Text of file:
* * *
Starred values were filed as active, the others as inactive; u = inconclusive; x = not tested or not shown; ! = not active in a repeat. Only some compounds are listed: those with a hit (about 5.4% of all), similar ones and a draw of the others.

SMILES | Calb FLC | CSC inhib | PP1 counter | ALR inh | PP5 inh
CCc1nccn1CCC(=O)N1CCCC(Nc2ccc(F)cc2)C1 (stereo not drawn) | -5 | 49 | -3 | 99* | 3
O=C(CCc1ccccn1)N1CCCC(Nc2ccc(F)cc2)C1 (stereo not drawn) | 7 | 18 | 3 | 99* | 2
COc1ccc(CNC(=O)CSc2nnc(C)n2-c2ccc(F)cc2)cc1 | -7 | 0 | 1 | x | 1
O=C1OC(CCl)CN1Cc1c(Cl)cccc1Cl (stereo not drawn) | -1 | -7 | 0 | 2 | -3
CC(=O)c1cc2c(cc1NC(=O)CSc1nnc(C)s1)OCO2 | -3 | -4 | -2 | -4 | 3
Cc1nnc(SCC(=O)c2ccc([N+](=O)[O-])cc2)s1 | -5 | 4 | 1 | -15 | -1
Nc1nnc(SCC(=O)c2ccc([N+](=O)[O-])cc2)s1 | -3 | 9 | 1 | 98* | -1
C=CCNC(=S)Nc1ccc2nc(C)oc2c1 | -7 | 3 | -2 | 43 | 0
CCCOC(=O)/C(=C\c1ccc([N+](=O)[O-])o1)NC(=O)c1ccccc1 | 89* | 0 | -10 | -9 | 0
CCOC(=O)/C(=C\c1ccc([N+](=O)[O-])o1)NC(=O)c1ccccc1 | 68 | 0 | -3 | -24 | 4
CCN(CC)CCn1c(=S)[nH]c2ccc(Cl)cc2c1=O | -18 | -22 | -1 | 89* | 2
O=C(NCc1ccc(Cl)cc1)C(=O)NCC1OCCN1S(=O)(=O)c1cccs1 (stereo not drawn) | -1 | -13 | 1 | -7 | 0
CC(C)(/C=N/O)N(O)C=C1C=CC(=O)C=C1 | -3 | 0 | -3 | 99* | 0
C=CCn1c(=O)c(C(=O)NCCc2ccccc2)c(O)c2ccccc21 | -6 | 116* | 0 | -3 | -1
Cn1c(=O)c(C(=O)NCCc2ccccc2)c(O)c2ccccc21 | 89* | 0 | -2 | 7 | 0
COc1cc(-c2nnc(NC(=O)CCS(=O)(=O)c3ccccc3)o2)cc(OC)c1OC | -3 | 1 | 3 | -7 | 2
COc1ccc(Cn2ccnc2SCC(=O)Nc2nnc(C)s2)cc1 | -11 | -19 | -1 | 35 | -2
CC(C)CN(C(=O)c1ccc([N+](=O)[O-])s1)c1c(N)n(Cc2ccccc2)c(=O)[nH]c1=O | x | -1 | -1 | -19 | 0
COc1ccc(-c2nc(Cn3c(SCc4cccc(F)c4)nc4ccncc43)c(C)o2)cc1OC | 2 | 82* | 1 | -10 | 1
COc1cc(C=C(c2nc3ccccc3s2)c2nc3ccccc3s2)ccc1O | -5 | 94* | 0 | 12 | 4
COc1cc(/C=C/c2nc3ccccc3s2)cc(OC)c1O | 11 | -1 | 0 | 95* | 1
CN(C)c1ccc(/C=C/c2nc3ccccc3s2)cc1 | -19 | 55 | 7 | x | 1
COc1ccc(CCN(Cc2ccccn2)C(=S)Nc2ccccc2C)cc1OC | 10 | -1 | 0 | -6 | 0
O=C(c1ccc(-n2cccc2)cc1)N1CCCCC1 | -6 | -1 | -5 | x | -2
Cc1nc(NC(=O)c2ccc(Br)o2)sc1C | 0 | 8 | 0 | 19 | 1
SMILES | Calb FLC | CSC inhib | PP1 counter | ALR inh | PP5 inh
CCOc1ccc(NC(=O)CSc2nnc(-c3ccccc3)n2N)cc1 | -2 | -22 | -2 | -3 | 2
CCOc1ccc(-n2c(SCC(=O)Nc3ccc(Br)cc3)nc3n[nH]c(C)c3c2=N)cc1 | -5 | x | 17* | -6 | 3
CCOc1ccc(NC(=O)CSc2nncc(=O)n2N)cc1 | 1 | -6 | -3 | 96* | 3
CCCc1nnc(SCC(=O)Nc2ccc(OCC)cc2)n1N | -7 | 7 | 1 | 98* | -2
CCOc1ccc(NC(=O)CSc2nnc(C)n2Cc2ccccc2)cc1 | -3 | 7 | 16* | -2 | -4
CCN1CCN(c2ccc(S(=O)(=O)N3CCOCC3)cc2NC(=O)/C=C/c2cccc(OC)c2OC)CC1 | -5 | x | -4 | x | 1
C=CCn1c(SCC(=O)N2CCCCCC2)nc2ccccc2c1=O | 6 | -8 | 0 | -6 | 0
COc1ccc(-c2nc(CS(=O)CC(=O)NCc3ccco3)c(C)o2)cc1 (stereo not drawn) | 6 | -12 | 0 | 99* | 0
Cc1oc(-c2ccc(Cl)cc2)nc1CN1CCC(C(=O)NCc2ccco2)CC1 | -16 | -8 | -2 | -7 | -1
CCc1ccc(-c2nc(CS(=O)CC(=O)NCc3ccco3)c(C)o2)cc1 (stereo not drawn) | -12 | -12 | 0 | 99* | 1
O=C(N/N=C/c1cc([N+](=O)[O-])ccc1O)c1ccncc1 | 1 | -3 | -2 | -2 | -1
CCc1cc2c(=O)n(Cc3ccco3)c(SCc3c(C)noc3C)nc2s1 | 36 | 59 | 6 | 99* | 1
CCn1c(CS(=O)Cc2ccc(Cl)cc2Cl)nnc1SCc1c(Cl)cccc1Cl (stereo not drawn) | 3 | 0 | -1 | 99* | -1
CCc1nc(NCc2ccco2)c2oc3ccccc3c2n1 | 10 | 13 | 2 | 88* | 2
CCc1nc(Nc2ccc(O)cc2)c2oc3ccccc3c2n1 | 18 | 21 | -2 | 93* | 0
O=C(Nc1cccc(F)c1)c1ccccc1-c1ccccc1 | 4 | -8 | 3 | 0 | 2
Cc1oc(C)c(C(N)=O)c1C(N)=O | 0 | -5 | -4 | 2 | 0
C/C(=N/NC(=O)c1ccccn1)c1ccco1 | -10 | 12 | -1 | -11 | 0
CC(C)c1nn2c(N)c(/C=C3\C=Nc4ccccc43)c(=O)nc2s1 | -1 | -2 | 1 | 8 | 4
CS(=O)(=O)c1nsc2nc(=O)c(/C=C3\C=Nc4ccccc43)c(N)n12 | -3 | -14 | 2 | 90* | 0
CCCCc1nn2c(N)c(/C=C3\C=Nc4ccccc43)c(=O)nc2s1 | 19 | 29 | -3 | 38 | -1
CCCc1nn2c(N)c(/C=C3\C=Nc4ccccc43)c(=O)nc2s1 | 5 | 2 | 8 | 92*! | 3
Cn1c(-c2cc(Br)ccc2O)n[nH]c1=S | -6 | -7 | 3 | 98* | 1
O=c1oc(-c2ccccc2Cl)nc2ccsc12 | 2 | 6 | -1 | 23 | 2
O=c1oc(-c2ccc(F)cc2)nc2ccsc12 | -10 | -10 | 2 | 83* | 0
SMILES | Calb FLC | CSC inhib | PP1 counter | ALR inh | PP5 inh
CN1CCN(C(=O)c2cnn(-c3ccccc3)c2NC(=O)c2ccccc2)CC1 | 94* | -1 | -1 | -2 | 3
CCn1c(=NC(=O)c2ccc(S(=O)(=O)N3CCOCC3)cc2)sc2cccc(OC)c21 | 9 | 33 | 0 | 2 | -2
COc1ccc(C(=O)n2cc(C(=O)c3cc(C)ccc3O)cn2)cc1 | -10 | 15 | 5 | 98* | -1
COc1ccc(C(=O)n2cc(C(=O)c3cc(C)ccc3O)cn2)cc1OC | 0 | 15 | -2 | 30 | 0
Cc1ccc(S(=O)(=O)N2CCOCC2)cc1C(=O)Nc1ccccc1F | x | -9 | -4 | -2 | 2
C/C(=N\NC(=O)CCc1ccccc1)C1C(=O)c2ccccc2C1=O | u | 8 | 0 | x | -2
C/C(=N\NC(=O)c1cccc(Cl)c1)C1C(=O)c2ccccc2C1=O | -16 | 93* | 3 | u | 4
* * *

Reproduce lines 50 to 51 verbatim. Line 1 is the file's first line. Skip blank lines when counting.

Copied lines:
CCCc1nn2c(N)c(/C=C3\C=Nc4ccccc43)c(=O)nc2s1 | 5 | 2 | 8 | 92*! | 3
Cn1c(-c2cc(Br)ccc2O)n[nH]c1=S | -6 | -7 | 3 | 98* | 1